My sister bought me tickets to see DV8 at the Playhouse as a thank you present. I have to confess I’m not usually a fan of physical theatre, but they’ve an international reputation for creating amazing work so I pushed my prejudices aside and sat in the stalls for 75 minutes of, well, I didn’t really know, I failed to read the blurb before getting to the theatre… 75 minutes of something.
I think sometimes that can be the best way of experiencing theatre. I remember the first time I saw Clybourne Park by Bruce Norris. My sister (again) had bought us tickets and I didn’t know what to expect – I walked in with as clean a slate as possible and was pleasantly surprised. It’s something theatre’s (Lyric) have tried, to ask the audience to trust and see if they’re surprised. I have to confess I find it appealing. Although I am relatively broad minded there are shows I tend to avoid because of either content or form. Contemporary dance for example makes me break out in a cold sweat, although on the one occasion I accidentally watched it I quite enjoyed the show – but then other times… But back to DV8…
The show is almost exceptional, or perhaps excellent with a caveat.
The play revolves around a central character, John, and charts his journey from a violent abusive upbringing to prison via crime and homelessness. It is an incredible, moving and touching story, with beautiful verbatim dialogue and spoken with eloquence, fragility and real tenderness. The set design beautifully compliments the story, the revolve used less as a way of technically showing off and more as an integral part of the storytelling. It is a simple, almost beautiful stage construction that morphs and moves hypnotically. Similarly the lighting and sound are tremendous, they are stylized but not over designed and add a gritty realism to the show with a pulsating energy.
The story took an interesting diversion, showing people coming to terms and discovering their sexuality in a gay sauna revealing a world not often spoken about in the media, screen or stage. The business sense of the sauna is defined and the challenges, but also that sense of community, of belonging in a place of intimate anonymity.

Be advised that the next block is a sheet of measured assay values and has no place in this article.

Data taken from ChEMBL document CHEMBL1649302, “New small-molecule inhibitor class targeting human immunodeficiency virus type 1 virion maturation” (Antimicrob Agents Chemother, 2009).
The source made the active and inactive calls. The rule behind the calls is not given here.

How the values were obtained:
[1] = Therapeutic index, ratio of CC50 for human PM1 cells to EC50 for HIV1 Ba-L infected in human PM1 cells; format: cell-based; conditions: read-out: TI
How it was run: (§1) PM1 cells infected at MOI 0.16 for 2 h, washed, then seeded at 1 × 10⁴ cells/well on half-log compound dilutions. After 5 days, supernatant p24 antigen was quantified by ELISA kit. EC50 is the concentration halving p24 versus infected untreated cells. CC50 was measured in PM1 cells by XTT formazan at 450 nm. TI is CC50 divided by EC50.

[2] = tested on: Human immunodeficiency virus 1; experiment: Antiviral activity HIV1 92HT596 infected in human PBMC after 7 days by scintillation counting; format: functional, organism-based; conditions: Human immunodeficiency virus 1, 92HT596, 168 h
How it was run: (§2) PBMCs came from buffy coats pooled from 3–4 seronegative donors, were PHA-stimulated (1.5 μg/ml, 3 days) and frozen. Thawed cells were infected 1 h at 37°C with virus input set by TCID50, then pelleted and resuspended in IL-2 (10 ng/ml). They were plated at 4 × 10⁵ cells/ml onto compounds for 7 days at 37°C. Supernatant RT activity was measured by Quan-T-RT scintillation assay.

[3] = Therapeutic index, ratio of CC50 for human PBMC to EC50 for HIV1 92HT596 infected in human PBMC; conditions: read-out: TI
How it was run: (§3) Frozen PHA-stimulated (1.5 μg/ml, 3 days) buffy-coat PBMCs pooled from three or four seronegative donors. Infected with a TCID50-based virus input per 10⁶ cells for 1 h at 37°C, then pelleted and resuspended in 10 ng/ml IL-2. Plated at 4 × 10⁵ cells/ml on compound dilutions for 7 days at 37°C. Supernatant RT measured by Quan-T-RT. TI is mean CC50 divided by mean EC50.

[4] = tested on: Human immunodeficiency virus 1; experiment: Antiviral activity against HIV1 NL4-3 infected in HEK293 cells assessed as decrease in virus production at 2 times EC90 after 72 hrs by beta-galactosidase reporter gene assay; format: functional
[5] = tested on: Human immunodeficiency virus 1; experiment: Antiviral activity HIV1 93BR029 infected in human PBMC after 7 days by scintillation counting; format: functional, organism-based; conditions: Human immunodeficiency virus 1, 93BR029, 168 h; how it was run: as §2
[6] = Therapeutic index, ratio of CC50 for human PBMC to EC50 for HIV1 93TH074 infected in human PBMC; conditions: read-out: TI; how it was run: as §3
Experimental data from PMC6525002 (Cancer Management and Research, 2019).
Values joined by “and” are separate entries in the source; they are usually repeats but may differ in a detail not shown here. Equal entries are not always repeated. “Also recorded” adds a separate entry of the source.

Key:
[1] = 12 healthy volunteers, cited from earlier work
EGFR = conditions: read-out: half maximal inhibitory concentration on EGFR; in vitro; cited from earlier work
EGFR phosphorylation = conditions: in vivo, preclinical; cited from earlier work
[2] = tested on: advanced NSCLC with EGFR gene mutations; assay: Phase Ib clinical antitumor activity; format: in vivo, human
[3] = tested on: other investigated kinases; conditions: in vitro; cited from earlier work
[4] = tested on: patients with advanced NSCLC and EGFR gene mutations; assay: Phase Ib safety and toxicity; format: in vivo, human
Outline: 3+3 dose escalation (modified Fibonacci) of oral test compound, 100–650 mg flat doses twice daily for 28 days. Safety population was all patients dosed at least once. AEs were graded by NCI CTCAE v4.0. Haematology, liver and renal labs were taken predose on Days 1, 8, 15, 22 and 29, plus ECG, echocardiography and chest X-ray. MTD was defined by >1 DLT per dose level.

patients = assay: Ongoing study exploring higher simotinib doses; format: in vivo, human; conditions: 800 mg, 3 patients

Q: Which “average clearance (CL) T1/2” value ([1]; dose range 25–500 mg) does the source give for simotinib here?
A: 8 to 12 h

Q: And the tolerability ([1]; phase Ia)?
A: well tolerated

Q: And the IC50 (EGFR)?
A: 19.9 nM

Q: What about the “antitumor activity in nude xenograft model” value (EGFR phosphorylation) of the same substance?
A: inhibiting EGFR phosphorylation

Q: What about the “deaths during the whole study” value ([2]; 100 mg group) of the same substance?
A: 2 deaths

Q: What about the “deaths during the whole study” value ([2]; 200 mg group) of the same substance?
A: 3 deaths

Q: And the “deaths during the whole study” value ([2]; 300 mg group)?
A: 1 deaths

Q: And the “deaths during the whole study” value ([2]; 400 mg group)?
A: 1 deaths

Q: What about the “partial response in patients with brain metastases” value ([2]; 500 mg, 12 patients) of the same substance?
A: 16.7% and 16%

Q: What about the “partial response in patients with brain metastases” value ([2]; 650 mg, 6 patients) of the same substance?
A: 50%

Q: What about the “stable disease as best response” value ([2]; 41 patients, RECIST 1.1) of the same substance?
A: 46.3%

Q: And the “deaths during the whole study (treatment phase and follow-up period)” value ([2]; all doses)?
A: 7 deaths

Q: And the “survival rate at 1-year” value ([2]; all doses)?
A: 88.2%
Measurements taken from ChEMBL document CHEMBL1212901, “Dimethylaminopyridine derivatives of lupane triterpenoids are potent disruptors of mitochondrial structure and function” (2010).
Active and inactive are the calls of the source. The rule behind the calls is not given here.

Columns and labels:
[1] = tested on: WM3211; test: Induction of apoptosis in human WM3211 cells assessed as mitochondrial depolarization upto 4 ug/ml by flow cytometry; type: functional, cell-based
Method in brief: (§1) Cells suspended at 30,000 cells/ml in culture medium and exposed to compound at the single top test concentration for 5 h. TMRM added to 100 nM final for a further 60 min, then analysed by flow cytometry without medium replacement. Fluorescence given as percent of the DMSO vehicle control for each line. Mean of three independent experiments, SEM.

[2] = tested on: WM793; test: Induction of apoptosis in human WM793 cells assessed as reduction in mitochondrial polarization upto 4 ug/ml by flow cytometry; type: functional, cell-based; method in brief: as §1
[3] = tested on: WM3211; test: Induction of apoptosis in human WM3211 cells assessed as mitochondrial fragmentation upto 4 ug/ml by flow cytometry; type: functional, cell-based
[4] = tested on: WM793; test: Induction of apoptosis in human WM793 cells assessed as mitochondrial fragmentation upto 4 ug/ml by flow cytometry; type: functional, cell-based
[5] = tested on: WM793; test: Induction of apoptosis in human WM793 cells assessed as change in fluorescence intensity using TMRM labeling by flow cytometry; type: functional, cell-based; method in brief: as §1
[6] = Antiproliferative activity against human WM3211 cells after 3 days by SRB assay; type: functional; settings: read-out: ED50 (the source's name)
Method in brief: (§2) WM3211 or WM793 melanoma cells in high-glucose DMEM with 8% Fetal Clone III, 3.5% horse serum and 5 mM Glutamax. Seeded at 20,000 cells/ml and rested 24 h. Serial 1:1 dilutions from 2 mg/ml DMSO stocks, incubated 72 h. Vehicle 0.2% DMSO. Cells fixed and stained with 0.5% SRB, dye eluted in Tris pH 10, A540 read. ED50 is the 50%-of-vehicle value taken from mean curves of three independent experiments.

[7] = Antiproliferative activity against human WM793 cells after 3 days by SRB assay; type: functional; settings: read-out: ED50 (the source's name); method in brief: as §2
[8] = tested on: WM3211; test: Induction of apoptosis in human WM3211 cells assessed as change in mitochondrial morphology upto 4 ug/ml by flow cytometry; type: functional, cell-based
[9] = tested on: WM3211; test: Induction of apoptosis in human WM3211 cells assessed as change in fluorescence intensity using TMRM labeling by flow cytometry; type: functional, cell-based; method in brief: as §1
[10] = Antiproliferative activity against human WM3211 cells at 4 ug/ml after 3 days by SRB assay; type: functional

However the show didn’t quite work for me. There seemed to be an incredulity between the world of John and the world of the sauna – he just seemed to be there, to arrive – I didn’t get a sense of journey, or if it was there I missed it. A man discovering his sexuality needs to feel like a discovery surely? A conflicted realization? The storytellers voice of John also disappeared for a large section which was disappointing, for me it was his story, his journey, and although context is very important I wanted John to be telling me about what was happening, stepping through his reality as he had in the first half rather than less central characters. The physical theatre felt at points unnecessary and almost tacked on – everything should serve a purpose and there were moments when it was added when perhaps stillness would have been more powerful – those moments felt miscalculated and lost and occasionally jarred with the incredible tableau’s that showed moments of a troubled life passing. There were moments of stereotypical physical theatre – by which i mean the twisting and rhythmic movement that has been seen and done before – although interesting it didn’t build, add or develop.
Yet despite this I enjoyed the show. It did what good theatre does, opens your eyes, offers new perspective and touches you. Good theatre but not the greatest theatre and a story, John’s story, that I’d love to learn more of.
8/10 from me…